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Tulsa Race Massacre Images, June 1921

Guiding Question: To what extent did Founding principles of liberty, equality, and justice become a reality for African Americans in the first half of the twentieth century?

  • I can interpret primary sources related to Founding principles of liberty, equality, and justice in the first half of the twentieth century.
  • I can explain how laws and policy, courts, and individuals and groups contributed to or pushed back against the quest for liberty, equality, and justice for African Americans.
  • I can create an argument using evidence from primary sources.
  • I can analyze issues in history to help find solutions to present-day challenges.

Building Context

On May 31, 1921, police in Tulsa, Oklahoma, arrested a young Black man for allegedly assaulting a white woman in an elevator. A report in the local newspaper led to a confrontation between Black and white armed mobs at the jail where the young man, Dick Rowland, was being held. The spark of Rowland’s arrest led to an outburst of violence that resulted in the burning by whites of the Greenwood District, a wealthy Black American neighborhood of Tulsa known as “Black Wall Street.” Municipal and county authorities not only failed to calm or contain the violence but contributed to it, by providing weapons to white individuals and moving Black residents of Greenwood to holding centers. Upon entering the Greenwood District, armed whites stole, damaged, and destroyed property. The number of victims of the violence is still debated, but after it ended on June 1, the Greenwood District was effectively destroyed and its residents were homeless. The city did little to help them rebuild. The American Red Cross and private individuals helped Greenwood residents to recover after the disaster.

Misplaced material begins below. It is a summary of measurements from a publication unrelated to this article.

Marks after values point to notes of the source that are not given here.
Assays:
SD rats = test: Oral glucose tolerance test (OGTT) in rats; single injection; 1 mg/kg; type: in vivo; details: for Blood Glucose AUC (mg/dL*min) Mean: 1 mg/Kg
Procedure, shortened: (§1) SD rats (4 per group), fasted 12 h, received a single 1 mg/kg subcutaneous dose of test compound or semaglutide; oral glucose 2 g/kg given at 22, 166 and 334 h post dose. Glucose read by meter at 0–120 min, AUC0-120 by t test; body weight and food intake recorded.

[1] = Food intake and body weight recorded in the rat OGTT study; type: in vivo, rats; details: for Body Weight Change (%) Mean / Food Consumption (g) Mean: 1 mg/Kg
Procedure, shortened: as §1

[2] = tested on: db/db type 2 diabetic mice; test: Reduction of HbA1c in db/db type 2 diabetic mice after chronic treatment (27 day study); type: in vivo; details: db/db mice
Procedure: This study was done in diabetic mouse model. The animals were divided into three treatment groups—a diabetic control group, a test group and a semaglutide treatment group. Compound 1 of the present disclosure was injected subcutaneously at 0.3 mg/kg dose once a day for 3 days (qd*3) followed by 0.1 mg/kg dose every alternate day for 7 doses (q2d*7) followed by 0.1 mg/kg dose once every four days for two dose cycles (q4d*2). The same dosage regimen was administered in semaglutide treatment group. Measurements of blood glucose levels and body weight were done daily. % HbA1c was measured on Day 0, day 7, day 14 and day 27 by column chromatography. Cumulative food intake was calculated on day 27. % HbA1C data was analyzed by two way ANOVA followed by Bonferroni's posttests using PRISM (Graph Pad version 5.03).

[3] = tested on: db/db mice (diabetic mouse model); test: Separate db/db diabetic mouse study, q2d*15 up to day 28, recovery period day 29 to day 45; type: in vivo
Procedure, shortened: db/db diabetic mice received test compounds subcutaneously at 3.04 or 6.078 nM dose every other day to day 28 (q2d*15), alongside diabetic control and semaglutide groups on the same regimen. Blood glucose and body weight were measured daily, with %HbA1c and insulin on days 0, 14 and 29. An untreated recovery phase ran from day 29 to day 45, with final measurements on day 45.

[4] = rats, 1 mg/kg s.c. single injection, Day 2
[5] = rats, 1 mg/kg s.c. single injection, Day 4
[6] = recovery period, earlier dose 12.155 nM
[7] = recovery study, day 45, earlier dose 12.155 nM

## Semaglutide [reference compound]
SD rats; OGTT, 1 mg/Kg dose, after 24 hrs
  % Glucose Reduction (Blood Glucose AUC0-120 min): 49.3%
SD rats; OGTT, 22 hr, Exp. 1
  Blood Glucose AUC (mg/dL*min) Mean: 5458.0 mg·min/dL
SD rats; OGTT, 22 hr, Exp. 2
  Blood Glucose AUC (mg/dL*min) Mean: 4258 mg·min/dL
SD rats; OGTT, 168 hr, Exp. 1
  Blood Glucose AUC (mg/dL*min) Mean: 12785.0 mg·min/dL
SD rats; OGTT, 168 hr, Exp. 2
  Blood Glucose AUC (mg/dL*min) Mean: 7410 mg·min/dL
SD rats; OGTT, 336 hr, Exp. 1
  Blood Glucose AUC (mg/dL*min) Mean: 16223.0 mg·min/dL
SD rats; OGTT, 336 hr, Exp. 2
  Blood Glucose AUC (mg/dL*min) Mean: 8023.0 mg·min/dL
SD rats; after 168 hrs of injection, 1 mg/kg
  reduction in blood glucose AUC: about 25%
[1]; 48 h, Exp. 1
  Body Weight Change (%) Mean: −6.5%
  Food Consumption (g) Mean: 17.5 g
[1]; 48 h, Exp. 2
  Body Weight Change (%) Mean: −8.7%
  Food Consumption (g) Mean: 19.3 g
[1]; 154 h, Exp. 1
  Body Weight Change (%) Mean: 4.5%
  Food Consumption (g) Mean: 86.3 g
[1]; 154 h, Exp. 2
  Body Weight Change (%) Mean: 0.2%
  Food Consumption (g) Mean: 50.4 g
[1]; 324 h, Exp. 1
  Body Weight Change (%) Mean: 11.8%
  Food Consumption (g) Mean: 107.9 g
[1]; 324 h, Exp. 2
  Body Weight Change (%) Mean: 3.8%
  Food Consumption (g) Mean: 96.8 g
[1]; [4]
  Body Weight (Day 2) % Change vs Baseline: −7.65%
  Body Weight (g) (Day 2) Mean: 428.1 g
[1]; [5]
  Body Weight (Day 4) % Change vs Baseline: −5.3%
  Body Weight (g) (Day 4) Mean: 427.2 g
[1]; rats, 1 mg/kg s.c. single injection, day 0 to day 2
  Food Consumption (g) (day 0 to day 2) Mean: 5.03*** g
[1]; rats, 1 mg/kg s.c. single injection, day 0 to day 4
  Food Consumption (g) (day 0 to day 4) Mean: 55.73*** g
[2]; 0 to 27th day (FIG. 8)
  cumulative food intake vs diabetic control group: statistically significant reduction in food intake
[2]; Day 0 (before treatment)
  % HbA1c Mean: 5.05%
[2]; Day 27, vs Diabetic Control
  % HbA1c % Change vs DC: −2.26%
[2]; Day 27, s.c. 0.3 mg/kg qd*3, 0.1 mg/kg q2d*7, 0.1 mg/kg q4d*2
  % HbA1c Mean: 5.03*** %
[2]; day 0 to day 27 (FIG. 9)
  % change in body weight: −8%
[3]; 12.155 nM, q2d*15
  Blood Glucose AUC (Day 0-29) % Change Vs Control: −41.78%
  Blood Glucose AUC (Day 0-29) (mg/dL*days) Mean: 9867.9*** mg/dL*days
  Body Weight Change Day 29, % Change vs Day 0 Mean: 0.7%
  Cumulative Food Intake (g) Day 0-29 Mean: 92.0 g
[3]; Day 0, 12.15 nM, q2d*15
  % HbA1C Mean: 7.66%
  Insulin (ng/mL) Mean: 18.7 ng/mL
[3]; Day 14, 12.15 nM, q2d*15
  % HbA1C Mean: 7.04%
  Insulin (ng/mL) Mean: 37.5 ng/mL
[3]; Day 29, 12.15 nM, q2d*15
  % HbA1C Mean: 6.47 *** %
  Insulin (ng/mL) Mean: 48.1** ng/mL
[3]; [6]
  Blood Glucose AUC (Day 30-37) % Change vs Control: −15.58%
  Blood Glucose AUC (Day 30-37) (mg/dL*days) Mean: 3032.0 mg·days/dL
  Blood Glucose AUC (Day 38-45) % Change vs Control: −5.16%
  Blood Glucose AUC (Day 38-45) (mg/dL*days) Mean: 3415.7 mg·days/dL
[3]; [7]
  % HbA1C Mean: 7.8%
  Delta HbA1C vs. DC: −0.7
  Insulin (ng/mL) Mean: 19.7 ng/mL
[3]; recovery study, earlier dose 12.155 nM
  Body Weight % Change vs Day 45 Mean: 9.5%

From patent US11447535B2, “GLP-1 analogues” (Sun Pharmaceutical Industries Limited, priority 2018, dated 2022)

Tulsa Race Massacre Images, June 1921

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Smoke billowing over Tulsa, Oklahoma, during 1921 race massacre by Alvin C. Krupnick Co, 1921


Ruins after the race riots, Tulsa, Oklahoma, by Unknown Artist, 1921

Comprehension and Analysis Questions

  1. In 1921, Tulsa, like all southern cities at the time, was deeply segregated. How might this factor have contributed to the events of May 31 and June 1, 1921?
  2. Is it surprising that the municipal government did little to help the Greenwood residents rebuild? Why or why not?
  3. Today there is debate over whether this event should be called a riot or a massacre. Look up the definition of each term. Which do you think is more appropriate? Justify your response with specific evidence.